April 10, 2009

Univ. Employees Seek Student Support in Contract Talks

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Dave Sepulveda is not one to see the glass half empty. His gregarious manner and golden jheri curl have earned him the affectionate nickname “Happy Dave” amongst patrons of Okenshield’s, where he is a card- swiper.
But at the end of this semester, contract negotiations for employees across the University could put a little less pep in Dave’s infamous dance steps.
As employee contracts expire June 30, workers will begin contract re-negotiation processes June 1, backed by the United Auto Workers’ Local 2300 union. With the economy grinding against rock bottom, the substandard compensation of University workers have only been exacerbated, causing even Sepulveda to question how much the University can provide for employees, he said.
“You see a lot of people I work with, but you aren’t aware of their sources of income,” Sepulveda said. “We’re sort of in a bad position to ask for a raise because we don’t know what’s going to happen in the future.”
In anticipation of the upcoming contract discussions, the Cornell Organization for Labor Action, the Cornell Democrats and the Bully Pulpit sponsored a forum yesterday in Ives Hall featuring three local representatives of the United Auto Workers , which represents approximately 1,450 local workers, 1,200 of which work at Cornell.
The forum opened with clips from a notorious 1992 student film, “In the Shadow of the Tower,” which featured workers describing their impoverished living circumstances. A harsh lambaste of the University’s responsibility and commitment to its employees, the video set the tone for what was to be a critical, if not justifiably concerned forum.
The three women representing the local UAW chapter immediately began the forum by setting the scene for the contemporary worker landscape at Cornell –– 17 years after the film’s production. Noting that conditions have improved significantly since the 1992 film, the trio emphasized that workers issues are coming to a head now in the face of the economic crisis and sweeping University budget cuts.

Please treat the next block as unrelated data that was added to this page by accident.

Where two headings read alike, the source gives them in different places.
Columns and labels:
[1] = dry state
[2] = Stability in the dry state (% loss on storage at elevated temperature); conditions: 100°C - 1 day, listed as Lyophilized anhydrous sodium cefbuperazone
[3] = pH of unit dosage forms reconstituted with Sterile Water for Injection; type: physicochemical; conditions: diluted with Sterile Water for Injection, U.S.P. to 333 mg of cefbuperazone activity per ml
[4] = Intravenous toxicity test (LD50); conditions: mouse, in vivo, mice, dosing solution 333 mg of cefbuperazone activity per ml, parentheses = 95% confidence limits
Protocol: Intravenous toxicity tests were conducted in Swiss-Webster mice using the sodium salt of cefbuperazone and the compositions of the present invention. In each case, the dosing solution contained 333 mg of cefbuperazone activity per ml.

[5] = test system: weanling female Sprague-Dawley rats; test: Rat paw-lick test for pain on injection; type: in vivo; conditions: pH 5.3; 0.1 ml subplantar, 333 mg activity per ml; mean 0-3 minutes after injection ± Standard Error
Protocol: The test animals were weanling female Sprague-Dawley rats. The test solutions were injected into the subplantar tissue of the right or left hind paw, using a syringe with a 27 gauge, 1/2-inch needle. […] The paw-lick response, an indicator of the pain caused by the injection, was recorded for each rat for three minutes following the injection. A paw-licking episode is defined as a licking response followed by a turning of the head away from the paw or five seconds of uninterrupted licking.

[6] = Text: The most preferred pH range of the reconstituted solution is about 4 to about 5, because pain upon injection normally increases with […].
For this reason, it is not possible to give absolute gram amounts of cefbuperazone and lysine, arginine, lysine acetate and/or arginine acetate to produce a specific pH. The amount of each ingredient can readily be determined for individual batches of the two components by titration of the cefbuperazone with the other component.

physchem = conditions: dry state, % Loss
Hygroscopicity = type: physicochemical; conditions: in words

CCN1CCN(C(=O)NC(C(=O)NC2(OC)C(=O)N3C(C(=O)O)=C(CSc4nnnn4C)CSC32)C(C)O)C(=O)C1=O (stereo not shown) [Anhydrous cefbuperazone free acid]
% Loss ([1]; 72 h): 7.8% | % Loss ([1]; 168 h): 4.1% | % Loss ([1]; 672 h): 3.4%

The women also pointed to the University’s cooperation with workers in the past as evidence that the current contract negotiations could potentially be resolved.
[img_assist|nid=36758|title=Bread and butter|desc=Terry Sharpe, president of UAW Local 2300, and Karen Ross discuss Cornell workers’ issues and their upcoming contract renewal.|link=node|align=left|width=|height=0]“The situation is getting worse and worse,” said Karen Ross, a Cornell Dining worker and UAW union steward. “They haven’t even been laid off yet, and they’re falling behind on their bills. They don’t even give us a chance, they don’t even let us know when the work is there.”
Terry Sharpe, president of the UAW, expressed her support and love of the campus, but her weariness with the miserly managerial practices in certain departments.
“I love Cornell University, it’s a very nice place to work,” Sharpe said. “I just don’t agree with some of their practices.”
Among these allegedly dubious “practices” is the University policy to not pay workers unemployment compensation when they are temporarily laid off over summer and winter breaks. This incites a mad scramble for jobs which, more often than not, are part-time and cannot support the workers’ families, she said.
The policy is in accordance with New York State law, which allows all educational institutions to make the choice whether or not to pay unemployment compensation over temporary lay-off periods. According to UAW representatives, the choice is a matter of the University’s moral mettle.
“I want a fair contract for all our employees. I want them to respect seniority … and do the right thing, and pay unemployment if the work is unavailable,” Sharpe said.
According to Sharpe, the UAW has been lobbying in Albany for several years trying to get the law changed to mandatory payment over unemployment periods, to no avail. While workers wait for the state government to act on their behalf, they must also convince University contractors that they are worth more than a paycheck-to-paycheck existence.
Sharpe regaled the crowd with several anecdotes of University employees counseling or serving as guidance figures for students, something she said should be taken into account with the contracts.
More than a spotlight on the abject circumstances of University workers, the forum also served as a call to action. After a question and answer session, a 15 minute brainstorming discussion took place on how to raise awareness of the issue.
The goal is to not only discuss, but act, according to COLA organizers.
“The purpose of this meeting was to educate the Cornell community, and also to serve as a launching pad for a multi-month campaign,” said Chris Duni ’09, a representative of COLA. “There are similar campaigns going on in other campuses right now. Our ultimate goal is to link students and workers across the nation.”